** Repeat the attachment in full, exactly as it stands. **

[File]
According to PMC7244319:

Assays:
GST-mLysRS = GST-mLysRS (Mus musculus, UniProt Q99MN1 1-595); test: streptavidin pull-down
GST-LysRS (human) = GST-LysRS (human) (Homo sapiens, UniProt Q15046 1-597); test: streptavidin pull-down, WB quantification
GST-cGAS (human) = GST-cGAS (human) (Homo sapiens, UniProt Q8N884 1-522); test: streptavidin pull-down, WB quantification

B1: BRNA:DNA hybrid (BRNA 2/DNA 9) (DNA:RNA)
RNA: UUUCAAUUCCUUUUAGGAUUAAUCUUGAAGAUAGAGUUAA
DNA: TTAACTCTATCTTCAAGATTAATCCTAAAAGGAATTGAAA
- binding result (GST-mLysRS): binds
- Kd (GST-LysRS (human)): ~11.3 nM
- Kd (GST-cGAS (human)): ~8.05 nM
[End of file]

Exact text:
According to PMC7244319:

Assays:
GST-mLysRS = GST-mLysRS (Mus musculus, UniProt Q99MN1 1-595); test: streptavidin pull-down
GST-LysRS (human) = GST-LysRS (human) (Homo sapiens, UniProt Q15046 1-597); test: streptavidin pull-down, WB quantification
GST-cGAS (human) = GST-cGAS (human) (Homo sapiens, UniProt Q8N884 1-522); test: streptavidin pull-down, WB quantification

B1: BRNA:DNA hybrid (BRNA 2/DNA 9) (DNA:RNA)
RNA: UUUCAAUUCCUUUUAGGAUUAAUCUUGAAGAUAGAGUUAA
DNA: TTAACTCTATCTTCAAGATTAATCCTAAAAGGAATTGAAA
- binding result (GST-mLysRS): binds
- Kd (GST-LysRS (human)): ~11.3 nM
- Kd (GST-cGAS (human)): ~8.05 nM